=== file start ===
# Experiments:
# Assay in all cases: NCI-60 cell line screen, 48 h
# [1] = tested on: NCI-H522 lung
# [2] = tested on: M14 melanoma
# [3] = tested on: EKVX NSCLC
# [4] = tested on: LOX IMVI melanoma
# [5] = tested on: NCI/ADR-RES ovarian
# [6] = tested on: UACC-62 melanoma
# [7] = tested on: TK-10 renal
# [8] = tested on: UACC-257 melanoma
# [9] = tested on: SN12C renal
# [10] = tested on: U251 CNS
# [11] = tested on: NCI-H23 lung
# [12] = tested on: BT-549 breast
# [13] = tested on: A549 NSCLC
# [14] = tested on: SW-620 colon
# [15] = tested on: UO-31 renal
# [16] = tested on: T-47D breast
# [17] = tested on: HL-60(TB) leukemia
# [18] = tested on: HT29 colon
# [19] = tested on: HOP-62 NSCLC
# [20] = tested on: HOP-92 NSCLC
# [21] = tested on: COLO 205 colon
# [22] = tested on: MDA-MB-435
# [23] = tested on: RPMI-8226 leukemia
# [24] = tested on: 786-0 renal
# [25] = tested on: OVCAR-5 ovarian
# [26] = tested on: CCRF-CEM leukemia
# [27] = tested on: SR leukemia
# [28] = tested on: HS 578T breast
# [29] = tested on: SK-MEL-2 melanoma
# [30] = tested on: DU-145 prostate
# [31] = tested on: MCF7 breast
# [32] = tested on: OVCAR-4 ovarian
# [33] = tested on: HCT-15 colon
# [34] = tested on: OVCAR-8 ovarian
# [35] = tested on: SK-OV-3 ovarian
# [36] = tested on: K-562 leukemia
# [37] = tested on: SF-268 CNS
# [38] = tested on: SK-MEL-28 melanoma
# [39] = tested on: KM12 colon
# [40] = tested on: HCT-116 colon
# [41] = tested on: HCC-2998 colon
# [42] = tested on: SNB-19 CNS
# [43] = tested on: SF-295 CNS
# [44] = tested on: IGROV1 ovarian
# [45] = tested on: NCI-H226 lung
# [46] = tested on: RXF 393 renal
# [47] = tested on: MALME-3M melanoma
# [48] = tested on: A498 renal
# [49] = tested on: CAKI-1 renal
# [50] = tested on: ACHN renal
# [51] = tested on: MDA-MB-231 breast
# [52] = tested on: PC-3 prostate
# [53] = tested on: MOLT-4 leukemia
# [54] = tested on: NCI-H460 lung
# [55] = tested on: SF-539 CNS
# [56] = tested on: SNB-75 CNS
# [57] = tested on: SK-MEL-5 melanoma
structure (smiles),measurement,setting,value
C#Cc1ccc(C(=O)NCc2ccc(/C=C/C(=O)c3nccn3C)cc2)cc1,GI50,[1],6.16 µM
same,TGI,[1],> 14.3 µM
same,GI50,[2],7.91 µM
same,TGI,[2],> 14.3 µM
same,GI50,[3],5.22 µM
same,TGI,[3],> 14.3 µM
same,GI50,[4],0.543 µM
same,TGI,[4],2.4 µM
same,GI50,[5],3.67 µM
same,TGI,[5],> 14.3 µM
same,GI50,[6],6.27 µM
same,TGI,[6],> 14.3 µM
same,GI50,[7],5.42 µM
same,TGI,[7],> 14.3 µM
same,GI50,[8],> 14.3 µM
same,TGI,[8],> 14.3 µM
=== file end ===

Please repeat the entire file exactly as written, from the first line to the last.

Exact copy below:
# Experiments:
# Assay in all cases: NCI-60 cell line screen, 48 h
# [1] = tested on: NCI-H522 lung
# [2] = tested on: M14 melanoma
# [3] = tested on: EKVX NSCLC
# [4] = tested on: LOX IMVI melanoma
# [5] = tested on: NCI/ADR-RES ovarian
# [6] = tested on: UACC-62 melanoma
# [7] = tested on: TK-10 renal
# [8] = tested on: UACC-257 melanoma
# [9] = tested on: SN12C renal
# [10] = tested on: U251 CNS
# [11] = tested on: NCI-H23 lung
# [12] = tested on: BT-549 breast
# [13] = tested on: A549 NSCLC
# [14] = tested on: SW-620 colon
# [15] = tested on: UO-31 renal
# [16] = tested on: T-47D breast
# [17] = tested on: HL-60(TB) leukemia
# [18] = tested on: HT29 colon
# [19] = tested on: HOP-62 NSCLC
# [20] = tested on: HOP-92 NSCLC
# [21] = tested on: COLO 205 colon
# [22] = tested on: MDA-MB-435
# [23] = tested on: RPMI-8226 leukemia
# [24] = tested on: 786-0 renal
# [25] = tested on: OVCAR-5 ovarian
# [26] = tested on: CCRF-CEM leukemia
# [27] = tested on: SR leukemia
# [28] = tested on: HS 578T breast
# [29] = tested on: SK-MEL-2 melanoma
# [30] = tested on: DU-145 prostate
# [31] = tested on: MCF7 breast
# [32] = tested on: OVCAR-4 ovarian
# [33] = tested on: HCT-15 colon
# [34] = tested on: OVCAR-8 ovarian
# [35] = tested on: SK-OV-3 ovarian
# [36] = tested on: K-562 leukemia
# [37] = tested on: SF-268 CNS
# [38] = tested on: SK-MEL-28 melanoma
# [39] = tested on: KM12 colon
# [40] = tested on: HCT-116 colon
# [41] = tested on: HCC-2998 colon
# [42] = tested on: SNB-19 CNS
# [43] = tested on: SF-295 CNS
# [44] = tested on: IGROV1 ovarian
# [45] = tested on: NCI-H226 lung
# [46] = tested on: RXF 393 renal
# [47] = tested on: MALME-3M melanoma
# [48] = tested on: A498 renal
# [49] = tested on: CAKI-1 renal
# [50] = tested on: ACHN renal
# [51] = tested on: MDA-MB-231 breast
# [52] = tested on: PC-3 prostate
# [53] = tested on: MOLT-4 leukemia
# [54] = tested on: NCI-H460 lung
# [55] = tested on: SF-539 CNS
# [56] = tested on: SNB-75 CNS
# [57] = tested on: SK-MEL-5 melanoma
structure (smiles),measurement,setting,value
C#Cc1ccc(C(=O)NCc2ccc(/C=C/C(=O)c3nccn3C)cc2)cc1,GI50,[1],6.16 µM
same,TGI,[1],> 14.3 µM
same,GI50,[2],7.91 µM
same,TGI,[2],> 14.3 µM
same,GI50,[3],5.22 µM
same,TGI,[3],> 14.3 µM
same,GI50,[4],0.543 µM
same,TGI,[4],2.4 µM
same,GI50,[5],3.67 µM
same,TGI,[5],> 14.3 µM
same,GI50,[6],6.27 µM
same,TGI,[6],> 14.3 µM
same,GI50,[7],5.42 µM
same,TGI,[7],> 14.3 µM
same,GI50,[8],> 14.3 µM
same,TGI,[8],> 14.3 µM